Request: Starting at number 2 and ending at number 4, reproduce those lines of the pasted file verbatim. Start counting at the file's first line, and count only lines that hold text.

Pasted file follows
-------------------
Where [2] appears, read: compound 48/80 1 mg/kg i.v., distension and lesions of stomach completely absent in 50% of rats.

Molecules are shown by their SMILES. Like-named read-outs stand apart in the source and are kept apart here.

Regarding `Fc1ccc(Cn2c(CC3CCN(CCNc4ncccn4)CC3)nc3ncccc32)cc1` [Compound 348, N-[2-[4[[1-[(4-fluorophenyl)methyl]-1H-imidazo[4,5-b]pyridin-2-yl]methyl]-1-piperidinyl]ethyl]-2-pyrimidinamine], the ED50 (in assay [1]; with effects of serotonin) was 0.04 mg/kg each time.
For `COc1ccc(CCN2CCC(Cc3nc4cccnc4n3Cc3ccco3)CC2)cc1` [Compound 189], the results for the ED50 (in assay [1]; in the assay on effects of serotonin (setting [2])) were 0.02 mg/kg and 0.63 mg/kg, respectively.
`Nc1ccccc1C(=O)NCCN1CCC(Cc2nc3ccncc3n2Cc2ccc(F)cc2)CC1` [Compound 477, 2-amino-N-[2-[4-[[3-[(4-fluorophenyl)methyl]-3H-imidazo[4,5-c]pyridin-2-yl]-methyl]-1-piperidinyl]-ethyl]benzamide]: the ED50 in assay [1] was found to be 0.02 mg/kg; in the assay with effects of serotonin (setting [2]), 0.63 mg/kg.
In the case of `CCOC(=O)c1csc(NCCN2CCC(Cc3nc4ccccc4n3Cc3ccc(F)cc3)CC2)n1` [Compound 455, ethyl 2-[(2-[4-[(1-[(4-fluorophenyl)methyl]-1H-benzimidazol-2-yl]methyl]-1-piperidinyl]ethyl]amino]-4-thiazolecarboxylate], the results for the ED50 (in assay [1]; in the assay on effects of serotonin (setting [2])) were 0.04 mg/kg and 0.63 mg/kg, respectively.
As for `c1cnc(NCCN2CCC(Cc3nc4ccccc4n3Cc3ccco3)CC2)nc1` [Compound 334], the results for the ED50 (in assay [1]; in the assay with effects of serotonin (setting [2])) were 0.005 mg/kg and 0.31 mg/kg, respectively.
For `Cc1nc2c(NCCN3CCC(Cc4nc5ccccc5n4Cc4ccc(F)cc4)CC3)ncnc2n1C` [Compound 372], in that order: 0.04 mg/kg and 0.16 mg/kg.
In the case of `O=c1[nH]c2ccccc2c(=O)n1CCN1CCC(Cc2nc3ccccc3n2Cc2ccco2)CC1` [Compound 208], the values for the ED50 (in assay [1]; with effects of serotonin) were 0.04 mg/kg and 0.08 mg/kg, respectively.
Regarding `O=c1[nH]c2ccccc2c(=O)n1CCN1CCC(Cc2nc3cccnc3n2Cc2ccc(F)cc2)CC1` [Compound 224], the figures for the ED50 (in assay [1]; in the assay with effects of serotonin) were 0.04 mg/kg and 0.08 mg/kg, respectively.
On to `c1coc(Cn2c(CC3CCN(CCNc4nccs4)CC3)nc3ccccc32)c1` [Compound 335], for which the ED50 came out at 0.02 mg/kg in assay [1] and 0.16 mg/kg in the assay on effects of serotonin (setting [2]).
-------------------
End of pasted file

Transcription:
Molecules are shown by their SMILES. Like-named read-outs stand apart in the source and are kept apart here.

Regarding `Fc1ccc(Cn2c(CC3CCN(CCNc4ncccn4)CC3)nc3ncccc32)cc1` [Compound 348, N-[2-[4[[1-[(4-fluorophenyl)methyl]-1H-imidazo[4,5-b]pyridin-2-yl]methyl]-1-piperidinyl]ethyl]-2-pyrimidinamine], the ED50 (in assay [1]; with effects of serotonin) was 0.04 mg/kg each time.
For `COc1ccc(CCN2CCC(Cc3nc4cccnc4n3Cc3ccco3)CC2)cc1` [Compound 189], the results for the ED50 (in assay [1]; in the assay on effects of serotonin (setting [2])) were 0.02 mg/kg and 0.63 mg/kg, respectively.